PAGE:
JOE AND I were in the back seat of a black sedan, cruising along a motorway from Amsterdam Airport Schiphol to the International Criminal Court in The Hague.
The sky was gray, but shafts of light pierced the clouds, lighting up brilliant swaths of tulips in fields along A44. I had never been to the Netherlands, but I couldn’t just open myself up to its charm. We were not on vacation, and this was no holiday.
I’m a homicide cop with the San Francisco PD. I own five pairs of blue trousers, matching blazers, and a rack of oxford cloth button-front shirts. I favor flat-heeled work shoes and Today I was wearing a severe black skirt suit with pearls, heels, and a fresh haircut—the full-court press.
My husband, Joe, a former federal law enforcement officer and counterterrorism operative, is now one of the top risk assessment consultants in the field and works from home. In deference to the occasion, he’d swapped out his khakis and pullovers for a formal gray suit with an understated blue striped tie.
Formality was required.
A case had brought us here, and not just any case but one of monumental, even global significance. We both felt deeply invested in the outcome. My emotions veered between anxiety and anticipation, excitement and dread.
In less than an hour we would be seated in the ICC, an intergovernmental organization with the jurisdiction to prosecute individuals for the international offenses of genocide, crimes against humanity, and war crimes.
How would the court rule on Slobodan Petrović?
By the end of the day, we would know.
AS JOE AND I entered The Hague’s International Zone, we saw demonstrators crowding the roadside with signs and banners, chanting. I gathered that they were rallying for human rights and justice for war crimes.
The skies darkened and a fine mist came down, wafting across Oude Waalsdorperweg, the road leading to the International Criminal Court.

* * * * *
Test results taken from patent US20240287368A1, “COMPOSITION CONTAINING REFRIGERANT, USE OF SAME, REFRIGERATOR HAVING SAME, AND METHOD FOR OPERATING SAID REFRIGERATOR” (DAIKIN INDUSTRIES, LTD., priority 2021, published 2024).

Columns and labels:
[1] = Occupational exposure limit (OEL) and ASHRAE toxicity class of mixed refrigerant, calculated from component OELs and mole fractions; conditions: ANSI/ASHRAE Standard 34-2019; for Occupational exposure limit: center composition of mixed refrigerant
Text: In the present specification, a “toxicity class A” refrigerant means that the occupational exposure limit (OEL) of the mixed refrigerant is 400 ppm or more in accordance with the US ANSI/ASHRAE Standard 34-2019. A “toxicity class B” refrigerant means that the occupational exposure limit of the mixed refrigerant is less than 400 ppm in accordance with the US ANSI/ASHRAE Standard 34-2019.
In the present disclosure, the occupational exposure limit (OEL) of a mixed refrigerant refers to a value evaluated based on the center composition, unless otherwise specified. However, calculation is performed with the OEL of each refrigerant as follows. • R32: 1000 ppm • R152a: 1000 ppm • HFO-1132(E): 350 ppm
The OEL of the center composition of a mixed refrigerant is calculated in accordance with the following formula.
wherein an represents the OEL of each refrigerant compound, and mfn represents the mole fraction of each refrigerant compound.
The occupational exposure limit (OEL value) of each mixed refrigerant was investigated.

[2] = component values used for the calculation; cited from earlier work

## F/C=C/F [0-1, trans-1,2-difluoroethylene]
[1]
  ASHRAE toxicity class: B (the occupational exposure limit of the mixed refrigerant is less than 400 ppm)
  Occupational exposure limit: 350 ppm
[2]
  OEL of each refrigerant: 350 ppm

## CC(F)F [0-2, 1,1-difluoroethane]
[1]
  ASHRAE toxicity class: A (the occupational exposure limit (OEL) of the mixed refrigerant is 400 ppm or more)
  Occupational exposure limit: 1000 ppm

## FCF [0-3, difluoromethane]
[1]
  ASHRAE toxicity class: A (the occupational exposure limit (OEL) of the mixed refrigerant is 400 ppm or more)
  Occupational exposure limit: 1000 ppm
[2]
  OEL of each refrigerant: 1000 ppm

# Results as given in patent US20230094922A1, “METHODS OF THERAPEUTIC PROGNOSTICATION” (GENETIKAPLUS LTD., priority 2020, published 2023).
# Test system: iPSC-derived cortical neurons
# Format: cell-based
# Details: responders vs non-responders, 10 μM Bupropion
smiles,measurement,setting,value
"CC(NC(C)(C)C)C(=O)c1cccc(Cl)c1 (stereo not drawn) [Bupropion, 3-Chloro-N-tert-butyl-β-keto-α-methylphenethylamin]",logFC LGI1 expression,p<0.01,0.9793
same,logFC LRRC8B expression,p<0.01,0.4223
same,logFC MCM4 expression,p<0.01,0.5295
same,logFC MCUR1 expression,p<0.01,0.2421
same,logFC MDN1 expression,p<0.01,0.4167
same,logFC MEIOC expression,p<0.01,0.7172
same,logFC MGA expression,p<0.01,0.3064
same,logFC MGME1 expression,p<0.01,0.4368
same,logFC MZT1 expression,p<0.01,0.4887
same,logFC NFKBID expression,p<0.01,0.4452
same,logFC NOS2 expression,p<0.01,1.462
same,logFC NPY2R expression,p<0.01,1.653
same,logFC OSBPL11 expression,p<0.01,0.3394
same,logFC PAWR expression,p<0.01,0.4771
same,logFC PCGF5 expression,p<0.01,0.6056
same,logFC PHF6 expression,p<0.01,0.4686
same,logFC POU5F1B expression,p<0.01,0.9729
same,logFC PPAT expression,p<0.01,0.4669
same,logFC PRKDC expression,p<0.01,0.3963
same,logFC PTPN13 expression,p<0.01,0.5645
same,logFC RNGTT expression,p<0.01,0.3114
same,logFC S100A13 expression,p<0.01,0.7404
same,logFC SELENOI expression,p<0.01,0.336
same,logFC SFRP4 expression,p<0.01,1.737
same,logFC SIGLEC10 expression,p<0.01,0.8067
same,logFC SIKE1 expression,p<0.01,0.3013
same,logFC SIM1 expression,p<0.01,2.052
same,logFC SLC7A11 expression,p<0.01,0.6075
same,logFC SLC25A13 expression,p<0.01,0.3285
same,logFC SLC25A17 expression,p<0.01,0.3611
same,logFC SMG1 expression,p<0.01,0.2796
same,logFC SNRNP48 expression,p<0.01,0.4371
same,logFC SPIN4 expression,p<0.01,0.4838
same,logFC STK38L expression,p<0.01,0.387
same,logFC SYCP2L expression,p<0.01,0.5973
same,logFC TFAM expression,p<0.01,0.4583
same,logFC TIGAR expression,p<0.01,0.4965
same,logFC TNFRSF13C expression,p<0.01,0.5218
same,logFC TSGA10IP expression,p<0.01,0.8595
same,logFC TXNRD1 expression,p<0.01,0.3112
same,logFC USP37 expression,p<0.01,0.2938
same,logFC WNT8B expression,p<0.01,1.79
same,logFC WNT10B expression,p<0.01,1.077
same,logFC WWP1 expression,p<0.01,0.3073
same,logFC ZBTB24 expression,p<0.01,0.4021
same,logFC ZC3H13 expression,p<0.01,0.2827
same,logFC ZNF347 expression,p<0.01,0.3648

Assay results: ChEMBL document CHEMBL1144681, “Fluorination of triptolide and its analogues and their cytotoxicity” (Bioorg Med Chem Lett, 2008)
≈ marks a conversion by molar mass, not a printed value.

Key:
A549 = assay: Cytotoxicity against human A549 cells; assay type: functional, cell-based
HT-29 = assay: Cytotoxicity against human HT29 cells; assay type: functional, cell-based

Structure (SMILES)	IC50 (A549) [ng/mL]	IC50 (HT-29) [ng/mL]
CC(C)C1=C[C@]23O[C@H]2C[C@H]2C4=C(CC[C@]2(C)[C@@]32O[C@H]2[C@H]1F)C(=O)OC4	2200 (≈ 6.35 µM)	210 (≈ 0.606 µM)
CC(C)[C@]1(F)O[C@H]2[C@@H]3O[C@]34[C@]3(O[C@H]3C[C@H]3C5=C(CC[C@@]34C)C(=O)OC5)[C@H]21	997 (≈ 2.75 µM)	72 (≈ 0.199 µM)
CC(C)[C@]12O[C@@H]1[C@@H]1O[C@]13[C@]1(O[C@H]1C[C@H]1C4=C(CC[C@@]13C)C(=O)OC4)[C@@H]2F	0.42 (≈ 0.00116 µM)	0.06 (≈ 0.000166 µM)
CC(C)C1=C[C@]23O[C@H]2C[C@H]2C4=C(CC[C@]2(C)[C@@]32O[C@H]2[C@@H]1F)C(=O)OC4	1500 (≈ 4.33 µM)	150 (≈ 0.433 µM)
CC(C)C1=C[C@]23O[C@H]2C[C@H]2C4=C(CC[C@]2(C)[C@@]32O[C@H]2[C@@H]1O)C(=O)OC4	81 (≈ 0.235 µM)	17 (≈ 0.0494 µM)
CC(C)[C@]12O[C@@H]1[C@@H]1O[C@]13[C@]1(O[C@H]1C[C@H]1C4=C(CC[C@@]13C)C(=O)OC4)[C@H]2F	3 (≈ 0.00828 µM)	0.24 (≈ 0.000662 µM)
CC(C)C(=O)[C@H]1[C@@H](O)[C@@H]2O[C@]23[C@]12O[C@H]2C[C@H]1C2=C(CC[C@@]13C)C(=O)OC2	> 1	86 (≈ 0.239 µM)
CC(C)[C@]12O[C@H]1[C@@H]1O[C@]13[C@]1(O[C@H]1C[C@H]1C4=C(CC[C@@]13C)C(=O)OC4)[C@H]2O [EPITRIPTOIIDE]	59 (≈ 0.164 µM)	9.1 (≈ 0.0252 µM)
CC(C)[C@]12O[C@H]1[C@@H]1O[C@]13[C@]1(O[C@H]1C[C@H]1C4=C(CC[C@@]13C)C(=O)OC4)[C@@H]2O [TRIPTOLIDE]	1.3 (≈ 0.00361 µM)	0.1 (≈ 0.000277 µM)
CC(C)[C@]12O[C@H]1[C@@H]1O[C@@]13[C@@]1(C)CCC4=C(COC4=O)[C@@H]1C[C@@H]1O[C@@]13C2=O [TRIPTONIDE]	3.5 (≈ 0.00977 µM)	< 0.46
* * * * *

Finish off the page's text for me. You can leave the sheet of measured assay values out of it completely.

Jan, our driver, slowed to avoid pedestrians. The sedan behind us did the same.
Joe was staring out the window, but it seemed to me that he was looking inward, remembering how this had started. He caught my reflection in the glass, turned, and gave me a tight-lipped smile.
I nodded and squeezed Joe’s hand.
“I’ve been looking forward to this. Feels like forever.”
The car swept up to the curb, beside a plaza with steps leading to the compound of square glass-and-stone buildings. Jan got out, unfurled a large umbrella, and opened our door.
The sedan behind us stopped, and the two prominent attorneys from San Francisco got out, put up their umbrellas, and helped Anna Sotovina, a woman of forty-five and our friend, out onto the pavement. The five of us walked quickly up the stairs and across the plaza toward the entrance.
I was surprised to see that a mob of people had gathered beneath an overhang of the main building. They saw us, too, and unfurling their umbrellas, they ran through the rain and swarmed three-deep around us.
I recognized the names of European press outlets on their jackets. Clearly, they recognized us, too, from the media coverage back home, which had been followed closely in Europe.
“Sergeant Boxer, I’m Marie Lavalle with Agence France-Presse,” an unsmiling young woman said to me. Water rolled off the brim of her rain hat. “Will you give me a comment, please? What do you expect to happen in the court today?”
I backed away but she persisted. “A few words,” she said. “A quote for our readers.”
“I’m sorry,” I said. “This just isn’t a sound-bite kind of thing.”
Lavalle was edged aside by a florid man holding a tape recorder.
“Madame, Hans Schultz. Der Spiegel. It is said that you are here today for a personal reason. Is that correct?”
Before I could answer, another reporter backed into me and shoved a microphone in front of Joe’s face.
“Nigel Warwick, sir. BBC. I’ve followed your career, Mr. Molinari. FBI, Homeland Security, CIA. Are you representing government interests today?”
Cameramen moved in.
“My wife and I are here as private citizens,” Joe snapped, turning his back, putting his arm around me, and sheltering me from the rain.